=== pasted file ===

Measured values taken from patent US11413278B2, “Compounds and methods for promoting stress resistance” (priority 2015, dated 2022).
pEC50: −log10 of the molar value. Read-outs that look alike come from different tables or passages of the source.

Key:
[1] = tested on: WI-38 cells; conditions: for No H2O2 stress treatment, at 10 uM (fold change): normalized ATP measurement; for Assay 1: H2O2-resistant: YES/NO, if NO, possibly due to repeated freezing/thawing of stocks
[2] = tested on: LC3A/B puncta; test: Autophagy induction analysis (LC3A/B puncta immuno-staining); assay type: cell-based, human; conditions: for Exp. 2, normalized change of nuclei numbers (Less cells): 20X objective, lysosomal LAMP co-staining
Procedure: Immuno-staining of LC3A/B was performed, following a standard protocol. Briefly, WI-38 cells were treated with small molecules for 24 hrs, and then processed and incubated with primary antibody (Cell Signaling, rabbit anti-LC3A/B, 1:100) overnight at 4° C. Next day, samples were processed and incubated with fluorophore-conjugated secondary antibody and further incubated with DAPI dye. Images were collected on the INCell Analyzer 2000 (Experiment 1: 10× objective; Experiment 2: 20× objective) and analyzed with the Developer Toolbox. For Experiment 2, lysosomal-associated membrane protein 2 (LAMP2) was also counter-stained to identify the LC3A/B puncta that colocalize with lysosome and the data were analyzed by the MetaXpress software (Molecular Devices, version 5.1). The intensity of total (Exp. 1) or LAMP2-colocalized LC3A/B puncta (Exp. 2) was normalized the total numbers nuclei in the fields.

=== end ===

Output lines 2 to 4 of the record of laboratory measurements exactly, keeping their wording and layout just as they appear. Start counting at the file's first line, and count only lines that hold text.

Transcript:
pEC50: −log10 of the molar value. Read-outs that look alike come from different tables or passages of the source.

Key:
[1] = tested on: WI-38 cells; conditions: for No H2O2 stress treatment, at 10 uM (fold change): normalized ATP measurement; for Assay 1: H2O2-resistant: YES/NO, if NO, possibly due to repeated freezing/thawing of stocks